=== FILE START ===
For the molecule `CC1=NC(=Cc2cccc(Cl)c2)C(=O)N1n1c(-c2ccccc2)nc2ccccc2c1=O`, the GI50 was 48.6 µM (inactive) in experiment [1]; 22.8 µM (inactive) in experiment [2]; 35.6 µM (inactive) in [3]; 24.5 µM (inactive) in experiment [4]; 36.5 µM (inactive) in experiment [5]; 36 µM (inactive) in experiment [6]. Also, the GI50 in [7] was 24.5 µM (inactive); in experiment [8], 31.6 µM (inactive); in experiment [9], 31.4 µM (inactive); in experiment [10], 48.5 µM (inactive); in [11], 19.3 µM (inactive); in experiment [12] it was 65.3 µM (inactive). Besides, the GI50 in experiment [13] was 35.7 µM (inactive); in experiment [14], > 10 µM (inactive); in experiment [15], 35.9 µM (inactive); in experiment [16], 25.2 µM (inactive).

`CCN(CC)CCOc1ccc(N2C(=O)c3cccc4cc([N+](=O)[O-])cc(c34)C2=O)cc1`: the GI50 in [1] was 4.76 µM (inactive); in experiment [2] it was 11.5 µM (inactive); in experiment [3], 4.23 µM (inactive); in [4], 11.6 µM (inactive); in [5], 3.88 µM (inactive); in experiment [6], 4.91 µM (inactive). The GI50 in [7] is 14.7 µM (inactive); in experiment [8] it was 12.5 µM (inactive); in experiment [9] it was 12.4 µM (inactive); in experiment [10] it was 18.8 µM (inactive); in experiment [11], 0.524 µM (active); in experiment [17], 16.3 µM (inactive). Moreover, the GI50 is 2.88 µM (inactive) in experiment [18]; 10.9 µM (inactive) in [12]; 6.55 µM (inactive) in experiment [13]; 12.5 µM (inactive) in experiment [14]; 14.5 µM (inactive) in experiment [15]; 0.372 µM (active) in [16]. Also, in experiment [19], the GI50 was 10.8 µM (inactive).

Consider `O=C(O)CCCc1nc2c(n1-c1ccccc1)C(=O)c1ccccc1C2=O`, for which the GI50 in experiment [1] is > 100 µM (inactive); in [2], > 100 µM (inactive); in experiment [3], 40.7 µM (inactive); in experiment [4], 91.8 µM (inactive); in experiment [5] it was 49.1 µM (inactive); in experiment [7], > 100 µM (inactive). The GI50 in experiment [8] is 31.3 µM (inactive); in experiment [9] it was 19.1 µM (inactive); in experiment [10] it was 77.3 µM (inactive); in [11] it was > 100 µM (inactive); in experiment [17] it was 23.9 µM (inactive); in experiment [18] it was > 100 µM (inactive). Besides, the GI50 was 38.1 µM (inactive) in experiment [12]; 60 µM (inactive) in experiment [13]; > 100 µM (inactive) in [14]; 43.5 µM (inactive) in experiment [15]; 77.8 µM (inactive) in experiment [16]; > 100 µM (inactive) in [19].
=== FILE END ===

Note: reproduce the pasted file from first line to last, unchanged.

For the molecule `CC1=NC(=Cc2cccc(Cl)c2)C(=O)N1n1c(-c2ccccc2)nc2ccccc2c1=O`, the GI50 was 48.6 µM (inactive) in experiment [1]; 22.8 µM (inactive) in experiment [2]; 35.6 µM (inactive) in [3]; 24.5 µM (inactive) in experiment [4]; 36.5 µM (inactive) in experiment [5]; 36 µM (inactive) in experiment [6]. Also, the GI50 in [7] was 24.5 µM (inactive); in experiment [8], 31.6 µM (inactive); in experiment [9], 31.4 µM (inactive); in experiment [10], 48.5 µM (inactive); in [11], 19.3 µM (inactive); in experiment [12] it was 65.3 µM (inactive). Besides, the GI50 in experiment [13] was 35.7 µM (inactive); in experiment [14], > 10 µM (inactive); in experiment [15], 35.9 µM (inactive); in experiment [16], 25.2 µM (inactive).

`CCN(CC)CCOc1ccc(N2C(=O)c3cccc4cc([N+](=O)[O-])cc(c34)C2=O)cc1`: the GI50 in [1] was 4.76 µM (inactive); in experiment [2] it was 11.5 µM (inactive); in experiment [3], 4.23 µM (inactive); in [4], 11.6 µM (inactive); in [5], 3.88 µM (inactive); in experiment [6], 4.91 µM (inactive). The GI50 in [7] is 14.7 µM (inactive); in experiment [8] it was 12.5 µM (inactive); in experiment [9] it was 12.4 µM (inactive); in experiment [10] it was 18.8 µM (inactive); in experiment [11], 0.524 µM (active); in experiment [17], 16.3 µM (inactive). Moreover, the GI50 is 2.88 µM (inactive) in experiment [18]; 10.9 µM (inactive) in [12]; 6.55 µM (inactive) in experiment [13]; 12.5 µM (inactive) in experiment [14]; 14.5 µM (inactive) in experiment [15]; 0.372 µM (active) in [16]. Also, in experiment [19], the GI50 was 10.8 µM (inactive).

Consider `O=C(O)CCCc1nc2c(n1-c1ccccc1)C(=O)c1ccccc1C2=O`, for which the GI50 in experiment [1] is > 100 µM (inactive); in [2], > 100 µM (inactive); in experiment [3], 40.7 µM (inactive); in experiment [4], 91.8 µM (inactive); in experiment [5] it was 49.1 µM (inactive); in experiment [7], > 100 µM (inactive). The GI50 in experiment [8] is 31.3 µM (inactive); in experiment [9] it was 19.1 µM (inactive); in experiment [10] it was 77.3 µM (inactive); in [11] it was > 100 µM (inactive); in experiment [17] it was 23.9 µM (inactive); in experiment [18] it was > 100 µM (inactive). Besides, the GI50 was 38.1 µM (inactive) in experiment [12]; 60 µM (inactive) in experiment [13]; > 100 µM (inactive) in [14]; 43.5 µM (inactive) in experiment [15]; 77.8 µM (inactive) in experiment [16]; > 100 µM (inactive) in [19].